1. Distance between sets

Hi, I'm not sure how to prove this statement:

Prove that if $\displaystyle d(A,B)>0$ then $\displaystyle S = A \cup B$ is disconnected.

I'm using this definition of the distance: d(A,b) = inf{|x-y|: x in A, y in B}

Thanks a lot

2. If $\displaystyle A\cap B\neq\emptyset$ then it should be easy enough to show that $\displaystyle d(A,B) = 0$. Can you see a way to do that?

3. Let $\displaystyle \varepsilon = \frac{{D(A,B)}}{3}$.
Now cover each set: $\displaystyle O = \bigcup\limits_{x \in A} {\mathbb{B}(x;\varepsilon )} \;\& \,Q = \bigcup\limits_{x \in B} {\mathbb{B} (x;\varepsilon )}$.
Now you prove that $\displaystyle O \cap Q = \emptyset$ and therefore you have a disconnection.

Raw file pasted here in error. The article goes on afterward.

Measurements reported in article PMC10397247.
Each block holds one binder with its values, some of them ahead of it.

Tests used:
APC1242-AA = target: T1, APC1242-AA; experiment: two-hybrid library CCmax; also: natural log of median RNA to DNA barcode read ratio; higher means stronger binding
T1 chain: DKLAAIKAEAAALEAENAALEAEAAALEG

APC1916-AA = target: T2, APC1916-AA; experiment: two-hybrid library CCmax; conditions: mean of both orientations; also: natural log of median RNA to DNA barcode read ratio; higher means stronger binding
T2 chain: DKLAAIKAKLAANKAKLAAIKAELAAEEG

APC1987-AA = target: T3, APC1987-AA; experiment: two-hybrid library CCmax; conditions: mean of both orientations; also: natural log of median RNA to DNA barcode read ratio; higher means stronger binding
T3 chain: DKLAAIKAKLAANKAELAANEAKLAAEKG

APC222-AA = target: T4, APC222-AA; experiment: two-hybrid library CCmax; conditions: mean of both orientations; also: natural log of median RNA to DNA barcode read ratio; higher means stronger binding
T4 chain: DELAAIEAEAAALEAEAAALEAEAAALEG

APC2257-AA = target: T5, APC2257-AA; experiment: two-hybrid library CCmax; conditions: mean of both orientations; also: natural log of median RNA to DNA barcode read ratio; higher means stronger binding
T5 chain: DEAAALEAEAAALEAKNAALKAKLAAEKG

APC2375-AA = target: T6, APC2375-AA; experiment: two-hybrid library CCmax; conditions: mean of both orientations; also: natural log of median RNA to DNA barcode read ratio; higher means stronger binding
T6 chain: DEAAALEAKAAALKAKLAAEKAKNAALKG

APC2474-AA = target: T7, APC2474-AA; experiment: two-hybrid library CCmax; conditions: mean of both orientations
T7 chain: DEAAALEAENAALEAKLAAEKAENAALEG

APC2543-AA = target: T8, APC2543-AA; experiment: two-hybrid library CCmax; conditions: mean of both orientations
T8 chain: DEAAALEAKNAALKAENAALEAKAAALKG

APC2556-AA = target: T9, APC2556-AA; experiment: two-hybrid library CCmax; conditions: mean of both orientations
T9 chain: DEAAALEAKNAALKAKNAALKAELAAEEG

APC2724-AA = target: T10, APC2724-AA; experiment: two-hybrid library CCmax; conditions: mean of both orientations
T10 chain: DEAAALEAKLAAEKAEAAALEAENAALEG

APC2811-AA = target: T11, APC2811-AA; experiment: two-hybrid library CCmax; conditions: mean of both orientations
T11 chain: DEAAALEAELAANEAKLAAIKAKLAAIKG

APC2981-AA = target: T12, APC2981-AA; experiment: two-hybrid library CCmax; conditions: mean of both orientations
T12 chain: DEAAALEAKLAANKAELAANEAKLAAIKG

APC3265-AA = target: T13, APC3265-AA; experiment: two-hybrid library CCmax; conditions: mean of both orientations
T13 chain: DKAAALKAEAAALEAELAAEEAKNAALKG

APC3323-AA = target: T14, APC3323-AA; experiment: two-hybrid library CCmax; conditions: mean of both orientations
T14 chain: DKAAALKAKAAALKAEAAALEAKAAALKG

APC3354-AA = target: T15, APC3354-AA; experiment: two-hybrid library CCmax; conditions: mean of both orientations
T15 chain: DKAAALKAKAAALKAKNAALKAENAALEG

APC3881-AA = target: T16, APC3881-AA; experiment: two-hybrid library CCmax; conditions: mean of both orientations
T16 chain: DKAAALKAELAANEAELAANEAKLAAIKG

4. Originally Posted by nimon
If $\displaystyle A\cap B\neq\emptyset$ then it should be easy enough to show that $\displaystyle d(A,B) = 0$. Can you see a way to do that?
Suppose that $\displaystyle A = \left( { - \infty ,1} \right]\;\& \;B = \left\{ 1 \right\} \cup \left[ {2,\infty } \right)$.

Now quite clearly $\displaystyle A \cap B \ne \emptyset \;\& \;D(A,B) = 0$.

BUT $\displaystyle A\cup B$ is not connected.

5. It is true enough that what I said was unhelpful, but I'm afraid I don't understand your rebuttle. You appear to have contradicted the converse of AKTilted's statement. However I hoped to show that

$\displaystyle A\cap B \neq \emptyset \Rightarrow d(A,B) = 0$,

the contrapositive being:

$\displaystyle d(A,B)>0 \Rightarrow A\cap B = \emptyset$

and therefore that $\displaystyle S$ is disjoint. A proper quashing of that reasoning would be letting $\displaystyle A = [0,1)$ and $\displaystyle B = [1,2]$. Woops!

6. What does that have to do with the union being connected or not?
The OP was about the union being disconnect.
You did not address that directly.